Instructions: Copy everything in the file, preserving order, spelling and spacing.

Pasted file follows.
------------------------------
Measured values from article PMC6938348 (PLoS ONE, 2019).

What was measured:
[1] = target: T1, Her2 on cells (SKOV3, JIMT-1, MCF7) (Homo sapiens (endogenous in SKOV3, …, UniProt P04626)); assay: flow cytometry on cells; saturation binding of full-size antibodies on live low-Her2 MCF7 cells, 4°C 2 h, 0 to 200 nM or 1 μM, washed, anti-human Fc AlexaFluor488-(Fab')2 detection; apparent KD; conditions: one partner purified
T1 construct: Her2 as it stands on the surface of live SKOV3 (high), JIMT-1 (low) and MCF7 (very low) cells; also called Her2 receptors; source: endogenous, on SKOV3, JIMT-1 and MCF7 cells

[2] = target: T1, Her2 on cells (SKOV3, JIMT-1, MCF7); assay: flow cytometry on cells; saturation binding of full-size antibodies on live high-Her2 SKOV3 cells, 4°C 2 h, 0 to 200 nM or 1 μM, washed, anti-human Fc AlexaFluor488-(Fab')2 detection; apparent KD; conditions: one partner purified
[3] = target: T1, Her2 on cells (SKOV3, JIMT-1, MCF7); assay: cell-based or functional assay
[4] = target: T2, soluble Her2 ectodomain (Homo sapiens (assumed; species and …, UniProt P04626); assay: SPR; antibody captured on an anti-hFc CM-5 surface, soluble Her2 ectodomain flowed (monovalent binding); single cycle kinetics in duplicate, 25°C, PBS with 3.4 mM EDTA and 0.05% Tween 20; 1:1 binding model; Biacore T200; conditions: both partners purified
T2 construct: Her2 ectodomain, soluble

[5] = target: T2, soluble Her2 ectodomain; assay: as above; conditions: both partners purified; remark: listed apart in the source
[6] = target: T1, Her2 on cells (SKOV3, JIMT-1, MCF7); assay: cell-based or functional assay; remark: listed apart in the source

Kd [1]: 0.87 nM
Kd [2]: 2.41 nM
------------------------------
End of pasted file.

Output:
Measured values from article PMC6938348 (PLoS ONE, 2019).

What was measured:
[1] = target: T1, Her2 on cells (SKOV3, JIMT-1, MCF7) (Homo sapiens (endogenous in SKOV3, …, UniProt P04626)); assay: flow cytometry on cells; saturation binding of full-size antibodies on live low-Her2 MCF7 cells, 4°C 2 h, 0 to 200 nM or 1 μM, washed, anti-human Fc AlexaFluor488-(Fab')2 detection; apparent KD; conditions: one partner purified
T1 construct: Her2 as it stands on the surface of live SKOV3 (high), JIMT-1 (low) and MCF7 (very low) cells; also called Her2 receptors; source: endogenous, on SKOV3, JIMT-1 and MCF7 cells

[2] = target: T1, Her2 on cells (SKOV3, JIMT-1, MCF7); assay: flow cytometry on cells; saturation binding of full-size antibodies on live high-Her2 SKOV3 cells, 4°C 2 h, 0 to 200 nM or 1 μM, washed, anti-human Fc AlexaFluor488-(Fab')2 detection; apparent KD; conditions: one partner purified
[3] = target: T1, Her2 on cells (SKOV3, JIMT-1, MCF7); assay: cell-based or functional assay
[4] = target: T2, soluble Her2 ectodomain (Homo sapiens (assumed; species and …, UniProt P04626); assay: SPR; antibody captured on an anti-hFc CM-5 surface, soluble Her2 ectodomain flowed (monovalent binding); single cycle kinetics in duplicate, 25°C, PBS with 3.4 mM EDTA and 0.05% Tween 20; 1:1 binding model; Biacore T200; conditions: both partners purified
T2 construct: Her2 ectodomain, soluble

[5] = target: T2, soluble Her2 ectodomain; assay: as above; conditions: both partners purified; remark: listed apart in the source
[6] = target: T1, Her2 on cells (SKOV3, JIMT-1, MCF7); assay: cell-based or functional assay; remark: listed apart in the source

Kd [1]: 0.87 nM
Kd [2]: 2.41 nM